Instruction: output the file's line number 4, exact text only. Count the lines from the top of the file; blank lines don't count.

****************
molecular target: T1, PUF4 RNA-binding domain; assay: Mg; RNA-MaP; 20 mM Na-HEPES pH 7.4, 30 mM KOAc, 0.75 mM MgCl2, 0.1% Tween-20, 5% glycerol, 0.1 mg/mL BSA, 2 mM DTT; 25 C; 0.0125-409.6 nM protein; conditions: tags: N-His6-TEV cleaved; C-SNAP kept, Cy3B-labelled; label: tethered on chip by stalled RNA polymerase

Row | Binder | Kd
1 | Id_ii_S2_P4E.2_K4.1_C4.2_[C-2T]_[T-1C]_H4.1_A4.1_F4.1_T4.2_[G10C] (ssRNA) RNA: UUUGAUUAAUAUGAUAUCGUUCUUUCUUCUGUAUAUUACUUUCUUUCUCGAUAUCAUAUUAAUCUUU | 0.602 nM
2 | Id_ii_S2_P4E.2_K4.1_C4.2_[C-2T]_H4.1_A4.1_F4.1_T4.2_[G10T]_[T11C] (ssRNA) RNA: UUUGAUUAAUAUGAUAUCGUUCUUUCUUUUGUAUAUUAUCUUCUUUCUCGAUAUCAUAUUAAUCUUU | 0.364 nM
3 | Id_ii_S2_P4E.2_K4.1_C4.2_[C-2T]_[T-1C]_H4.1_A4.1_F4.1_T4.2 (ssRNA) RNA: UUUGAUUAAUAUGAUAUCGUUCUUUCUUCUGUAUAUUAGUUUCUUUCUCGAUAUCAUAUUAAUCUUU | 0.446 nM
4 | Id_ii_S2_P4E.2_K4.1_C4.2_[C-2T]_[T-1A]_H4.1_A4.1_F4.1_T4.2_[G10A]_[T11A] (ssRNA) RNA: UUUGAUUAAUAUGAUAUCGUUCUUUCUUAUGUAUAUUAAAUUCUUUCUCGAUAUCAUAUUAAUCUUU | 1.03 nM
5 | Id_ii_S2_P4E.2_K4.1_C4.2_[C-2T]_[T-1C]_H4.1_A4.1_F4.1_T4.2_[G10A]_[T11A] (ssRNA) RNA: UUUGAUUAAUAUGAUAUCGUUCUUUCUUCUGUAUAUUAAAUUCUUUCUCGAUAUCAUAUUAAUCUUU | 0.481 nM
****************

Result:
2 | Id_ii_S2_P4E.2_K4.1_C4.2_[C-2T]_H4.1_A4.1_F4.1_T4.2_[G10T]_[T11C] (ssRNA) RNA: UUUGAUUAAUAUGAUAUCGUUCUUUCUUUUGUAUAUUAUCUUCUUUCUCGAUAUCAUAUUAAUCUUU | 0.364 nM